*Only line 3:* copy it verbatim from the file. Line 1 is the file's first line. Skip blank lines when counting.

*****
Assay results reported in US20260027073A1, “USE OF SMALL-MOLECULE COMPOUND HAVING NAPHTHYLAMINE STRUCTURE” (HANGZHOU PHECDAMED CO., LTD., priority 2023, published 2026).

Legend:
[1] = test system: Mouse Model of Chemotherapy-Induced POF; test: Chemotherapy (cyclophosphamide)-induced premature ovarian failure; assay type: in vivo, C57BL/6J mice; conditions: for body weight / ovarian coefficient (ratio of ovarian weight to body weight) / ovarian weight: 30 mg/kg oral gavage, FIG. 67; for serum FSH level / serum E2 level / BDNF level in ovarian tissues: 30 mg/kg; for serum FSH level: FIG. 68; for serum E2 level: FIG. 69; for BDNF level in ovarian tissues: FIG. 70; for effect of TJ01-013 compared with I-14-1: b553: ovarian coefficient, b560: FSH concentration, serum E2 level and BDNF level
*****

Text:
[1] = test system: Mouse Model of Chemotherapy-Induced POF; test: Chemotherapy (cyclophosphamide)-induced premature ovarian failure; assay type: in vivo, C57BL/6J mice; conditions: for body weight / ovarian coefficient (ratio of ovarian weight to body weight) / ovarian weight: 30 mg/kg oral gavage, FIG. 67; for serum FSH level / serum E2 level / BDNF level in ovarian tissues: 30 mg/kg; for serum FSH level: FIG. 68; for serum E2 level: FIG. 69; for BDNF level in ovarian tissues: FIG. 70; for effect of TJ01-013 compared with I-14-1: b553: ovarian coefficient, b560: FSH concentration, serum E2 level and BDNF level